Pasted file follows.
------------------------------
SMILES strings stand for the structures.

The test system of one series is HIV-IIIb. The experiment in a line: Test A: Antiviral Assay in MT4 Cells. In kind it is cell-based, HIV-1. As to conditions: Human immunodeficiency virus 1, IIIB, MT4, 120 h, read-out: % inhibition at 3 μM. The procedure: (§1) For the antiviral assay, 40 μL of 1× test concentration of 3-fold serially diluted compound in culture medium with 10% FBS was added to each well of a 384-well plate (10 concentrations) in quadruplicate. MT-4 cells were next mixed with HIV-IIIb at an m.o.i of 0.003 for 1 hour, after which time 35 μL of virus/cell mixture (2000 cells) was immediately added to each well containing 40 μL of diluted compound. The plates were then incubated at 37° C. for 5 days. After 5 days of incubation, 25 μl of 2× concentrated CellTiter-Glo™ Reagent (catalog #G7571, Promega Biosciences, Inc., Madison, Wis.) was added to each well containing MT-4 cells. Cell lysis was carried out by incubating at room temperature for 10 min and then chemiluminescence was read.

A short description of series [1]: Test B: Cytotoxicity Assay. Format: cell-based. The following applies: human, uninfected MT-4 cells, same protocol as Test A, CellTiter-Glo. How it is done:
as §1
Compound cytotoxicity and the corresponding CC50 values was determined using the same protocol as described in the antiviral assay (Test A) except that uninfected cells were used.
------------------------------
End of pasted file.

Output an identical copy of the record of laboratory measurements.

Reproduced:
SMILES strings stand for the structures.

The test system of one series is HIV-IIIb. The experiment in a line: Test A: Antiviral Assay in MT4 Cells. In kind it is cell-based, HIV-1. As to conditions: Human immunodeficiency virus 1, IIIB, MT4, 120 h, read-out: % inhibition at 3 μM. The procedure: (§1) For the antiviral assay, 40 μL of 1× test concentration of 3-fold serially diluted compound in culture medium with 10% FBS was added to each well of a 384-well plate (10 concentrations) in quadruplicate. MT-4 cells were next mixed with HIV-IIIb at an m.o.i of 0.003 for 1 hour, after which time 35 μL of virus/cell mixture (2000 cells) was immediately added to each well containing 40 μL of diluted compound. The plates were then incubated at 37° C. for 5 days. After 5 days of incubation, 25 μl of 2× concentrated CellTiter-Glo™ Reagent (catalog #G7571, Promega Biosciences, Inc., Madison, Wis.) was added to each well containing MT-4 cells. Cell lysis was carried out by incubating at room temperature for 10 min and then chemiluminescence was read.

A short description of series [1]: Test B: Cytotoxicity Assay. Format: cell-based. The following applies: human, uninfected MT-4 cells, same protocol as Test A, CellTiter-Glo. How it is done:
as §1
Compound cytotoxicity and the corresponding CC50 values was determined using the same protocol as described in the antiviral assay (Test A) except that uninfected cells were used.